I have a lot to be thankful for. This year marks my fifth year in remission from breast cancer, and I know I would not be here if it weren’t for my now eight year old son.
Yes. You’re doing the math, seeing that he was just two years old when I received my diagnosis. He fought just as hard as I did, learning patience and compromise at that tender age. In some ways, I think he understands me better than some of my adult friends. He carries himself in a way I have only seen in the children of parents with chronic illness, or who have faced death. There is wisdom and great compassion in those young eyes. It is bittersweet.
So, this Friday, we’re going for an extended hike in the woods and along the Eno River. We’ll give gratitude to the land that holds us, the land that weathers storms like Florence and Matthew and returns renewed. We will ask to have this same resiliency within our selves, within our world rife with storms beyond the meteorological. Walking in nature eases stress, burns those additional calories from that second helping of pie, and brings my little family once more into harmony. It reminds us what matters most–love, simplicity, and togetherness. These are the building blocks of memories, having nothing to do with material things. Maybe you’ll see me out on the trail, guided by the huge heart of my son running along ahead.”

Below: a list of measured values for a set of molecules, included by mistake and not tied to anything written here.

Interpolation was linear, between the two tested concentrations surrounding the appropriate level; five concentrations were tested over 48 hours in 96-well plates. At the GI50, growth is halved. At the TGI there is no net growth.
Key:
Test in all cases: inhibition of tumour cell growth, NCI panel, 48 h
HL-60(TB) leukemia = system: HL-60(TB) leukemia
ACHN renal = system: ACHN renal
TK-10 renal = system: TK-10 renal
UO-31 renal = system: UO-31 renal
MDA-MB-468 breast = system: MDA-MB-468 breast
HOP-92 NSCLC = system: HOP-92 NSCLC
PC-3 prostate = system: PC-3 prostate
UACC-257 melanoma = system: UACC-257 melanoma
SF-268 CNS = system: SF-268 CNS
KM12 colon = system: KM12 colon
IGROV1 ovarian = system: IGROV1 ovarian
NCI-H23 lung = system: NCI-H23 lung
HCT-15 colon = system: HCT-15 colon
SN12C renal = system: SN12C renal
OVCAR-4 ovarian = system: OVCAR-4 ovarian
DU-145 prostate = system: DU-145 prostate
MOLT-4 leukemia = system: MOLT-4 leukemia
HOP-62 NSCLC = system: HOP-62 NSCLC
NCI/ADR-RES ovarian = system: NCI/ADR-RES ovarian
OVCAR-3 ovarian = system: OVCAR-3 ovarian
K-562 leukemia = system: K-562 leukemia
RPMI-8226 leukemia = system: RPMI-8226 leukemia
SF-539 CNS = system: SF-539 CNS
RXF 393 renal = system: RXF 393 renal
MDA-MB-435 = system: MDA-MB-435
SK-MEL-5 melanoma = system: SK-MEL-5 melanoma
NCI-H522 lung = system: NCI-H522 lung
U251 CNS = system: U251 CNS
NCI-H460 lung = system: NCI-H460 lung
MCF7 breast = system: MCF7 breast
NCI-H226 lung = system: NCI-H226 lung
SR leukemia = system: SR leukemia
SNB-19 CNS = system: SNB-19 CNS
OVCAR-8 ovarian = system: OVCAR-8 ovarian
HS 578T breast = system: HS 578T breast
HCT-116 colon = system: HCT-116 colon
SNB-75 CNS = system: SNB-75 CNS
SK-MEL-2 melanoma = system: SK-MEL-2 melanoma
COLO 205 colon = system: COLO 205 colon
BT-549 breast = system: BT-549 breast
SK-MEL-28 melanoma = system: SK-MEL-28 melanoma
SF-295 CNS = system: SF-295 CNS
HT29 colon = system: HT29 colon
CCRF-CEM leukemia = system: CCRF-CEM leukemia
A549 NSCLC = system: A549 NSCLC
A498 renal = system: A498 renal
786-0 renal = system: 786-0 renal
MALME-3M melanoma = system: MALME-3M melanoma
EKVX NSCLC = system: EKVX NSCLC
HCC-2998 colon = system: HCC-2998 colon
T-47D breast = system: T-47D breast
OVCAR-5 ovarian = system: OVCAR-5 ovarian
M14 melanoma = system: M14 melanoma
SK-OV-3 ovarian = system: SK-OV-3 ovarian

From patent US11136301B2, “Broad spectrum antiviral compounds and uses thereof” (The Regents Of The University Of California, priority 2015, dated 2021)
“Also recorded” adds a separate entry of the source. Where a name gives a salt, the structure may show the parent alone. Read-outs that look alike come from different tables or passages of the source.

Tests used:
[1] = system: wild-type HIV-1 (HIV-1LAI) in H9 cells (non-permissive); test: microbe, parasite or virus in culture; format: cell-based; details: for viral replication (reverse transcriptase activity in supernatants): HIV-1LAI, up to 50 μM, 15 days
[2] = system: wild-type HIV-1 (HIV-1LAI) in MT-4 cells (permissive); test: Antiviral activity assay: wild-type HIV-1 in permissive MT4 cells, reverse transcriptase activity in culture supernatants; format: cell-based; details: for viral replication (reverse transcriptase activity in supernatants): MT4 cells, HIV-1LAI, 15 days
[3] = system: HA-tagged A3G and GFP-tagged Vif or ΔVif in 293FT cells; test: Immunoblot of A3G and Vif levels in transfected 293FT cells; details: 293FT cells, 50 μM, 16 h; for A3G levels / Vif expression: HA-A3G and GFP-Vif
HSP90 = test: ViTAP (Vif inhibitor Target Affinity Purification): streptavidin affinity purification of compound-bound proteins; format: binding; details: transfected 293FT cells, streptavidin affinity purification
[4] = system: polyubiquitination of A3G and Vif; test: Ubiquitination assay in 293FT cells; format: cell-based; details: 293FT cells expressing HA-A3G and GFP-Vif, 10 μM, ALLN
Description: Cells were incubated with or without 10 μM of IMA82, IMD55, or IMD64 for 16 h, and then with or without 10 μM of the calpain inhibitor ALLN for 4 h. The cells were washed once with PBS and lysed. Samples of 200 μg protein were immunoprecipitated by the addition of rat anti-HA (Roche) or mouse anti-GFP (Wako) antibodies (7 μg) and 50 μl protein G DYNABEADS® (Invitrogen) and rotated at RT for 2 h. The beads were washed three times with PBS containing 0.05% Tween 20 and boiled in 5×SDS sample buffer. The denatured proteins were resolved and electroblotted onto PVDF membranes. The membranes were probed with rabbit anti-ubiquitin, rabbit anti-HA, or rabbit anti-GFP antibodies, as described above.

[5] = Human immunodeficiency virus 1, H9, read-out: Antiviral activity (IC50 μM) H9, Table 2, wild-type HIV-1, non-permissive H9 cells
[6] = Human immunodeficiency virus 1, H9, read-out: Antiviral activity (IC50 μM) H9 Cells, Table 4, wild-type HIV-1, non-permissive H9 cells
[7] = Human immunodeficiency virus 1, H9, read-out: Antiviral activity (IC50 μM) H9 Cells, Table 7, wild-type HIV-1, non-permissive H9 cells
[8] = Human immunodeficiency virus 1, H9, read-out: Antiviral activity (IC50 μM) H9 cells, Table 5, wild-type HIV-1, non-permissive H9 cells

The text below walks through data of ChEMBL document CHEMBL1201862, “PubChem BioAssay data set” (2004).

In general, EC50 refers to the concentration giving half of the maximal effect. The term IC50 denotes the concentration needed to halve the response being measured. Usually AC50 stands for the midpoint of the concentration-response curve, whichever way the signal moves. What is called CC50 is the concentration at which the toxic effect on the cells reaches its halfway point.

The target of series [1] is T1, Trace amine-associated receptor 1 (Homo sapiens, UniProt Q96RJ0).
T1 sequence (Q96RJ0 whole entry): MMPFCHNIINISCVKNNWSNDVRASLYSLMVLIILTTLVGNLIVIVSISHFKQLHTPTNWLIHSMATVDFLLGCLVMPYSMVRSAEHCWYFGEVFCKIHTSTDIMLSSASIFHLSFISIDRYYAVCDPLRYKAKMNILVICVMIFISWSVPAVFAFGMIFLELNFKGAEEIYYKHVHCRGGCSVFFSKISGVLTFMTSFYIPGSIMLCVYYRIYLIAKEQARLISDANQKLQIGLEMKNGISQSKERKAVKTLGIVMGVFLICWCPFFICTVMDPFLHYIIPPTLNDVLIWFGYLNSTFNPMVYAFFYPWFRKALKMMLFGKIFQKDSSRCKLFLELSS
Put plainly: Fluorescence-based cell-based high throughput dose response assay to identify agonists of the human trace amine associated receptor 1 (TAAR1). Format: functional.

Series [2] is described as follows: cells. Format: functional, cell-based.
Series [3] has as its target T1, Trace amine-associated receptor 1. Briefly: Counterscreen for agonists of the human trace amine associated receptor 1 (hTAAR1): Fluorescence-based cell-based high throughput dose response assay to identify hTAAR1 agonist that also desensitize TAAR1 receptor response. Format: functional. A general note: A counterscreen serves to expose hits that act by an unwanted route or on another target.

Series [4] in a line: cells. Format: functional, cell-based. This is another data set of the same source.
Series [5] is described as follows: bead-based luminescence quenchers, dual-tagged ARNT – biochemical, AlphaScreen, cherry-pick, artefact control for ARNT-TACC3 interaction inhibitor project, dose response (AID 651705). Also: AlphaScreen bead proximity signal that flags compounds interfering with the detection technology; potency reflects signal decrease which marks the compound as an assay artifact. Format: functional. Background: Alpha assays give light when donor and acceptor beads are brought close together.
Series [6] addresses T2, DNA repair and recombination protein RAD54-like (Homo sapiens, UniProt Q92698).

~Jenn Hansen, Operations Valkyrie
“When I first heard of Buy Nothing Day I was immediately on board…
 I remember having recently seen clips on TV of people getting trampled in a stampede after standing in line for hours to get some bargain on Black Friday. It was ludicrous to me that people would do that for “stuff”. Even though Buy Nothing Day never really caught on I will continue to observe it – as I have for years – and not go near a store on that day.
Forty years ago I was fortunate to hear a young Wendell Berry read this poem – which completely expressed my view toward the materialistic culture that we are all caught up in. It has come back to me many times over the years – and as I thought about Black Friday it came to me again. Thank you Wendell.